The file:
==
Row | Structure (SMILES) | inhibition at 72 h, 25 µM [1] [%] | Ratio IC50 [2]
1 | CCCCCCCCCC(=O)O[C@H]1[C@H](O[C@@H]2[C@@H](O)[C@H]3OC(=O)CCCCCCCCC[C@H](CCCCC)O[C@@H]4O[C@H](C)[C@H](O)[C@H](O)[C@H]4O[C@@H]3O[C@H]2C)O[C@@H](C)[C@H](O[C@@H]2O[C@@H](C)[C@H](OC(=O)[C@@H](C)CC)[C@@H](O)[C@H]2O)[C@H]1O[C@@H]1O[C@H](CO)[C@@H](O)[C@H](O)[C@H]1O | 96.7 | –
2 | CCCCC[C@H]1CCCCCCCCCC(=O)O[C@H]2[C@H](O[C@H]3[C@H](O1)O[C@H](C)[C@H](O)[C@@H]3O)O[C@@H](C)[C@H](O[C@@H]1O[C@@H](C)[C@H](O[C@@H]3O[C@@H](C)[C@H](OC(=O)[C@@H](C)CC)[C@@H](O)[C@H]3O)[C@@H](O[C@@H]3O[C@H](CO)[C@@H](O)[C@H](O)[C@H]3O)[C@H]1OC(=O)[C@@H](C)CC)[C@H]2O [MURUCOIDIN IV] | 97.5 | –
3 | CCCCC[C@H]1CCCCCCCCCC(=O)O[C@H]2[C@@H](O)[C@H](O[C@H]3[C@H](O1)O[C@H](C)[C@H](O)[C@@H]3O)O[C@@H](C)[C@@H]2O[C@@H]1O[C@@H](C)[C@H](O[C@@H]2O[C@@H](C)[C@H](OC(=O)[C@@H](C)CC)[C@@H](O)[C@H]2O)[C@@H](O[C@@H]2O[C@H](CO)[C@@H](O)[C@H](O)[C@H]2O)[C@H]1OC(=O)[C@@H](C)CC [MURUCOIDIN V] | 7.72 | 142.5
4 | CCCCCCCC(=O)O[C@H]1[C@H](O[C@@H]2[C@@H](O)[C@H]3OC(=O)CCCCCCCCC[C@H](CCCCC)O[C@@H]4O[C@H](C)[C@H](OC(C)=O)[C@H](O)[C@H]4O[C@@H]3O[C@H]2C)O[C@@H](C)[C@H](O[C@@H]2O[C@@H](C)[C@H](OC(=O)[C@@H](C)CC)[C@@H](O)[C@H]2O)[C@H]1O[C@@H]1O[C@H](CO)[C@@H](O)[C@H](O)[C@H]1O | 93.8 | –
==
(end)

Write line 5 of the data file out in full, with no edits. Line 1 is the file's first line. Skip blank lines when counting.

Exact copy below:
4 | CCCCCCCC(=O)O[C@H]1[C@H](O[C@@H]2[C@@H](O)[C@H]3OC(=O)CCCCCCCCC[C@H](CCCCC)O[C@@H]4O[C@H](C)[C@H](OC(C)=O)[C@H](O)[C@H]4O[C@@H]3O[C@H]2C)O[C@@H](C)[C@H](O[C@@H]2O[C@@H](C)[C@H](OC(=O)[C@@H](C)CC)[C@@H](O)[C@H]2O)[C@H]1O[C@@H]1O[C@H](CO)[C@@H](O)[C@H](O)[C@H]1O | 93.8 | –